By the way, to this day, CJT Inc. is still producing cars for an elite group of well-heeled buyers. Who live in my head. There may be a few of you right now calling me crazy, but it's probably a safe bet to think just as many are laughing, knowing that, in their heads, their imaginary sales numbers and JD Power rankings are much better than mine.

But I bet their fleet sales are higher.

Thanks, A.J., for sharing your work and and resurrecting some memories. Hopefully several readers right now are digging through boxes looking for 20-year-old sketchbooks with plans for next year's model lineup.


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  • 13 Comments
      • 7 Years Ago
      Haha, this describes me from the time I was 7 til now (19). Designing cars has always been my dream, so when it came time to pick a college, i said "F- it" im going to do car design" So now im a Sophomore in the transportation design program at the U of Cincinnati
      • 7 Years Ago
      Oh I can so identify with this. Actually, I still doodle. A lot. What once spoke to my imagination has now become a genuine interest in cars and I'm studying automotive engineering now. What once began with doodles might end with me actually developing new generation cars ;).
      • 7 Years Ago
      I drew cars throughout my school years. I do it a lot less today, I think because people are more likely to notice you sketching during a meeting than during a class. I have a folder containing all my favorite sketches. It's neat to see how my designs evolved with the times. I did cars that were cab-forward, elliptical, and then edgy. All my shapes were original, I couldn't draw real cars if I tried. They were often one or two years ahead of their time. Of course, real designers work four and five years ahead.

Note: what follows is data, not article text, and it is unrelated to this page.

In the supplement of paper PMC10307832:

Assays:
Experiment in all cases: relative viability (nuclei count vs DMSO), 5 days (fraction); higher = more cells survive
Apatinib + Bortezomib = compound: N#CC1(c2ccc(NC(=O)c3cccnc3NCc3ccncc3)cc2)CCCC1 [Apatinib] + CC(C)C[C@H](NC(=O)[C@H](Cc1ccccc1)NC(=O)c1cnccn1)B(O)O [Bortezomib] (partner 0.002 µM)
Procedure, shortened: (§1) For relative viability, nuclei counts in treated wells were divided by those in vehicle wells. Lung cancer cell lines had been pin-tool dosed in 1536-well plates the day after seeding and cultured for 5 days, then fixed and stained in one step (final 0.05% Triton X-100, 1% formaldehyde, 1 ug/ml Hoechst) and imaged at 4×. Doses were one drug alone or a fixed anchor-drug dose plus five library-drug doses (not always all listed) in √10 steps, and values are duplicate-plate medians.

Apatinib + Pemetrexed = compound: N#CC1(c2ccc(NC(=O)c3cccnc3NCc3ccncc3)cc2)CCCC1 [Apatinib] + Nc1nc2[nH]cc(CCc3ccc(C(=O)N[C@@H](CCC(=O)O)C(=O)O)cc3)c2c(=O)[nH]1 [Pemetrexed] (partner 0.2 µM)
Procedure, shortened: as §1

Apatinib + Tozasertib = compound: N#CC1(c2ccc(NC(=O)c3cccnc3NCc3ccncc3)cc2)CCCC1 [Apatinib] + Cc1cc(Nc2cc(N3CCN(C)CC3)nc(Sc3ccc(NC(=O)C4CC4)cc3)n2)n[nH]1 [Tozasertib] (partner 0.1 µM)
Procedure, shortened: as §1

• 7 Years Ago
      I did the same thing when I was a teenager in the mid 1970's. Some are horrific, of course- but many were pretty predictive, i.e. cab forward design on some. However, I'll have to say I had three primary styling influences on my drawings- the 71-74 Pantera, the 68-70 AMC Javelin, and the 74-75 Imperial LeBaron. Yeah, I love big 70's Detroit velour-lined barges. Sue me. And that Imperial's one of the best, styling-wise. And I loved chrome, too- and miss it on today's plastic econocrap looking piles of squeeze.
      • 7 Years Ago
      i do this all the time.. i have drawings all over my walls and by notes for my classes have a couple cars on every page.
      • 7 Years Ago
      The true successor to the dino in styling, if not engine placement, seems to be the Alfa Competitione. It has all the delicate styling of the original dino. This sketch just reminded me of this fact, as the car pictured here looks so much like the alfa in profile.